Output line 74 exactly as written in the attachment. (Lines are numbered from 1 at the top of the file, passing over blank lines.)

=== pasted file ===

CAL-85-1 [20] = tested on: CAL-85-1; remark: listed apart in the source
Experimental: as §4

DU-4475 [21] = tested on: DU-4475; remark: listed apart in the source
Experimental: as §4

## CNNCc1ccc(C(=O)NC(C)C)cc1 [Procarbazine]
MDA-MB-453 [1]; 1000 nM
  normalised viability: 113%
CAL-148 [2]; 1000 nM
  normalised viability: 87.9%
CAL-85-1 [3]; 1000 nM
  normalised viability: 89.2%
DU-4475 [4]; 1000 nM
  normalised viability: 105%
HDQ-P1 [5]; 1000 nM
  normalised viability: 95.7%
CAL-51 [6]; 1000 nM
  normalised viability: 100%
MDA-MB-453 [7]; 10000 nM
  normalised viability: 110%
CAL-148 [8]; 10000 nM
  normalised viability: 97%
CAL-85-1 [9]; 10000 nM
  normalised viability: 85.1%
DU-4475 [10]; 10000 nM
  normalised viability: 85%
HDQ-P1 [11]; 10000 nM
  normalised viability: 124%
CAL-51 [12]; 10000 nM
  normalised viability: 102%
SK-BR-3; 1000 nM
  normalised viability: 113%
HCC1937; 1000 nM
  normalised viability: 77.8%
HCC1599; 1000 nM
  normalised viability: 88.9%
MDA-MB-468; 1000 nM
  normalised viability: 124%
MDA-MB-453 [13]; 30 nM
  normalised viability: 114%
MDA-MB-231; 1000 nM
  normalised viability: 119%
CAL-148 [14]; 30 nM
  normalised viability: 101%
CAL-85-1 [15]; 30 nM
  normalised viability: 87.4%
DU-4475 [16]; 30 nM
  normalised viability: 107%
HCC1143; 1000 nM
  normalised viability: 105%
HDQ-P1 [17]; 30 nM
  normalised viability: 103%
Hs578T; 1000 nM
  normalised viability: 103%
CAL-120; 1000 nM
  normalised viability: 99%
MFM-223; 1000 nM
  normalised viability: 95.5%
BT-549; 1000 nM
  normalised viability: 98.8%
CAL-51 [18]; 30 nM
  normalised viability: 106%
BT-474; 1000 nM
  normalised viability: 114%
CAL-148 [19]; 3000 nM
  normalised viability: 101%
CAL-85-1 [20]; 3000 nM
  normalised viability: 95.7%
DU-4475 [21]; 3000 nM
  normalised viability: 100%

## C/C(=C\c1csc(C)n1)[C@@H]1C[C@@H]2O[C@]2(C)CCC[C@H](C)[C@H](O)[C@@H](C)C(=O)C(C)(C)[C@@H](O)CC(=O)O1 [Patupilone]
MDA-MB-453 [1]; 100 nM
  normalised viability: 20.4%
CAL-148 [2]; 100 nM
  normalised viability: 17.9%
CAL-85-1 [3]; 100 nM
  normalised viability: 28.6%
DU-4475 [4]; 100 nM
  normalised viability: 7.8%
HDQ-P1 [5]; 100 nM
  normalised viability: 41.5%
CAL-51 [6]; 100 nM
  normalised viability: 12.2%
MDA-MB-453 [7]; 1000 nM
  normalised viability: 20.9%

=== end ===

  normalised viability: 17.9%